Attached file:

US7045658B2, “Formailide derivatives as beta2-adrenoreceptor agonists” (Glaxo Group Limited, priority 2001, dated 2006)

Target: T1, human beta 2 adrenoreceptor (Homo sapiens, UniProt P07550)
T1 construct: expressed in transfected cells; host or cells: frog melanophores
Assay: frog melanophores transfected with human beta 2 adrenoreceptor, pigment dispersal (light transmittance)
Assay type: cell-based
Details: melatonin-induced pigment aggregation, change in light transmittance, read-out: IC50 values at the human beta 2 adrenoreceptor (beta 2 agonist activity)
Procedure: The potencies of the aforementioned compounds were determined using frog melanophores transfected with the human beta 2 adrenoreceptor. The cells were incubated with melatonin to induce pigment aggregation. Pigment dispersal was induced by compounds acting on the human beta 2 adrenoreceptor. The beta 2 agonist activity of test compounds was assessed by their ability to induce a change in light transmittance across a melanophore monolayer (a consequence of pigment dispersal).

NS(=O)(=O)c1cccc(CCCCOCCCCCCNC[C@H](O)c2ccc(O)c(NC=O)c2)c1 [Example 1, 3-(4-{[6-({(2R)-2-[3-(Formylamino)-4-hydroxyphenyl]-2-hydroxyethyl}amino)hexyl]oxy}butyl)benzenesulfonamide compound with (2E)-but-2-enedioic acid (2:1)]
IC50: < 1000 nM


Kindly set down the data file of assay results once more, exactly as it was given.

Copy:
US7045658B2, “Formailide derivatives as beta2-adrenoreceptor agonists” (Glaxo Group Limited, priority 2001, dated 2006)

Target: T1, human beta 2 adrenoreceptor (Homo sapiens, UniProt P07550)
T1 construct: expressed in transfected cells; host or cells: frog melanophores
Assay: frog melanophores transfected with human beta 2 adrenoreceptor, pigment dispersal (light transmittance)
Assay type: cell-based
Details: melatonin-induced pigment aggregation, change in light transmittance, read-out: IC50 values at the human beta 2 adrenoreceptor (beta 2 agonist activity)
Procedure: The potencies of the aforementioned compounds were determined using frog melanophores transfected with the human beta 2 adrenoreceptor. The cells were incubated with melatonin to induce pigment aggregation. Pigment dispersal was induced by compounds acting on the human beta 2 adrenoreceptor. The beta 2 agonist activity of test compounds was assessed by their ability to induce a change in light transmittance across a melanophore monolayer (a consequence of pigment dispersal).

NS(=O)(=O)c1cccc(CCCCOCCCCCCNC[C@H](O)c2ccc(O)c(NC=O)c2)c1 [Example 1, 3-(4-{[6-({(2R)-2-[3-(Formylamino)-4-hydroxyphenyl]-2-hydroxyethyl}amino)hexyl]oxy}butyl)benzenesulfonamide compound with (2E)-but-2-enedioic acid (2:1)]
IC50: < 1000 nM